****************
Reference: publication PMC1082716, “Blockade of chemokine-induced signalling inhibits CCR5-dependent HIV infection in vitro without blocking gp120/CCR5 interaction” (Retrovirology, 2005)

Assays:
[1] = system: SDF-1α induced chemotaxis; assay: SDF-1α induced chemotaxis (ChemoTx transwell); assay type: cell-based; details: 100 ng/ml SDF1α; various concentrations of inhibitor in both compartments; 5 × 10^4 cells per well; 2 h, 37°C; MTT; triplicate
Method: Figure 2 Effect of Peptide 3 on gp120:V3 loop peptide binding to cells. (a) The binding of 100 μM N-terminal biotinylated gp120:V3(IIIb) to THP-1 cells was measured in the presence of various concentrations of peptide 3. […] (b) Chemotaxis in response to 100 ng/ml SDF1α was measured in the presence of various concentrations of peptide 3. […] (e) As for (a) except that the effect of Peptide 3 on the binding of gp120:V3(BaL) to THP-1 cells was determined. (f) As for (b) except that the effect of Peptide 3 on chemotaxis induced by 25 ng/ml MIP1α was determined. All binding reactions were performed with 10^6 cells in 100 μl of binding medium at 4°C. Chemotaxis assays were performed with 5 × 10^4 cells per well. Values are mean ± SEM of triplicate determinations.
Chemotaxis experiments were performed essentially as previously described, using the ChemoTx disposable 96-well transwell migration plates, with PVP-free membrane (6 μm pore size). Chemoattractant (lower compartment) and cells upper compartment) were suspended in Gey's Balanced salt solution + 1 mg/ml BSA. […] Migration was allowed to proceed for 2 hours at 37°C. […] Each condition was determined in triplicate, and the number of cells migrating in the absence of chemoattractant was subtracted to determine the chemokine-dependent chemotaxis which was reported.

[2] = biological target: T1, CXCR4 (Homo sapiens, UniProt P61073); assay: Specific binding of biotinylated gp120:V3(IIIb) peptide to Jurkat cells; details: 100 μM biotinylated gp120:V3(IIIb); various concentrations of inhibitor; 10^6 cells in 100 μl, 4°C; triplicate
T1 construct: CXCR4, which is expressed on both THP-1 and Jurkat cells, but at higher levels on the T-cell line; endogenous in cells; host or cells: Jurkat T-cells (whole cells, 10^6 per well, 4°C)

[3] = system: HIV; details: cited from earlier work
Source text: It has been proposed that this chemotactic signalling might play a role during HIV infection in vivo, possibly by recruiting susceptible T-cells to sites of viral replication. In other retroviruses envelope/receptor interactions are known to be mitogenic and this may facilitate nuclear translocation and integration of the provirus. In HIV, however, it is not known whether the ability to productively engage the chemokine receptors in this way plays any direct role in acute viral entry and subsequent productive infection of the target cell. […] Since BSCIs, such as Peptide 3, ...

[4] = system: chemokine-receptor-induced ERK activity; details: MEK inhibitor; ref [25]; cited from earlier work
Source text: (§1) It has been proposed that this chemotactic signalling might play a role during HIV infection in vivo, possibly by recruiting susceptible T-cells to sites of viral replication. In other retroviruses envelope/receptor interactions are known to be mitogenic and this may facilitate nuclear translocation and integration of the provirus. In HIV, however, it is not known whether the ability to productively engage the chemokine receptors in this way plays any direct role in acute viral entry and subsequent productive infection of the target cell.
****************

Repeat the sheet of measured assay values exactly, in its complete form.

Reference: publication PMC1082716, “Blockade of chemokine-induced signalling inhibits CCR5-dependent HIV infection in vitro without blocking gp120/CCR5 interaction” (Retrovirology, 2005)

Assays:
[1] = system: SDF-1α induced chemotaxis; assay: SDF-1α induced chemotaxis (ChemoTx transwell); assay type: cell-based; details: 100 ng/ml SDF1α; various concentrations of inhibitor in both compartments; 5 × 10^4 cells per well; 2 h, 37°C; MTT; triplicate
Method: Figure 2 Effect of Peptide 3 on gp120:V3 loop peptide binding to cells. (a) The binding of 100 μM N-terminal biotinylated gp120:V3(IIIb) to THP-1 cells was measured in the presence of various concentrations of peptide 3. […] (b) Chemotaxis in response to 100 ng/ml SDF1α was measured in the presence of various concentrations of peptide 3. […] (e) As for (a) except that the effect of Peptide 3 on the binding of gp120:V3(BaL) to THP-1 cells was determined. (f) As for (b) except that the effect of Peptide 3 on chemotaxis induced by 25 ng/ml MIP1α was determined. All binding reactions were performed with 10^6 cells in 100 μl of binding medium at 4°C. Chemotaxis assays were performed with 5 × 10^4 cells per well. Values are mean ± SEM of triplicate determinations.
Chemotaxis experiments were performed essentially as previously described, using the ChemoTx disposable 96-well transwell migration plates, with PVP-free membrane (6 μm pore size). Chemoattractant (lower compartment) and cells upper compartment) were suspended in Gey's Balanced salt solution + 1 mg/ml BSA. […] Migration was allowed to proceed for 2 hours at 37°C. […] Each condition was determined in triplicate, and the number of cells migrating in the absence of chemoattractant was subtracted to determine the chemokine-dependent chemotaxis which was reported.

[2] = biological target: T1, CXCR4 (Homo sapiens, UniProt P61073); assay: Specific binding of biotinylated gp120:V3(IIIb) peptide to Jurkat cells; details: 100 μM biotinylated gp120:V3(IIIb); various concentrations of inhibitor; 10^6 cells in 100 μl, 4°C; triplicate
T1 construct: CXCR4, which is expressed on both THP-1 and Jurkat cells, but at higher levels on the T-cell line; endogenous in cells; host or cells: Jurkat T-cells (whole cells, 10^6 per well, 4°C)

[3] = system: HIV; details: cited from earlier work
Source text: It has been proposed that this chemotactic signalling might play a role during HIV infection in vivo, possibly by recruiting susceptible T-cells to sites of viral replication. In other retroviruses envelope/receptor interactions are known to be mitogenic and this may facilitate nuclear translocation and integration of the provirus. In HIV, however, it is not known whether the ability to productively engage the chemokine receptors in this way plays any direct role in acute viral entry and subsequent productive infection of the target cell. […] Since BSCIs, such as Peptide 3, ...

[4] = system: chemokine-receptor-induced ERK activity; details: MEK inhibitor; ref [25]; cited from earlier work
Source text: (§1) It has been proposed that this chemotactic signalling might play a role during HIV infection in vivo, possibly by recruiting susceptible T-cells to sites of viral replication. In other retroviruses envelope/receptor interactions are known to be mitogenic and this may facilitate nuclear translocation and integration of the provirus. In HIV, however, it is not known whether the ability to productively engage the chemokine receptors in this way plays any direct role in acute viral entry and subsequent productive infection of the target cell.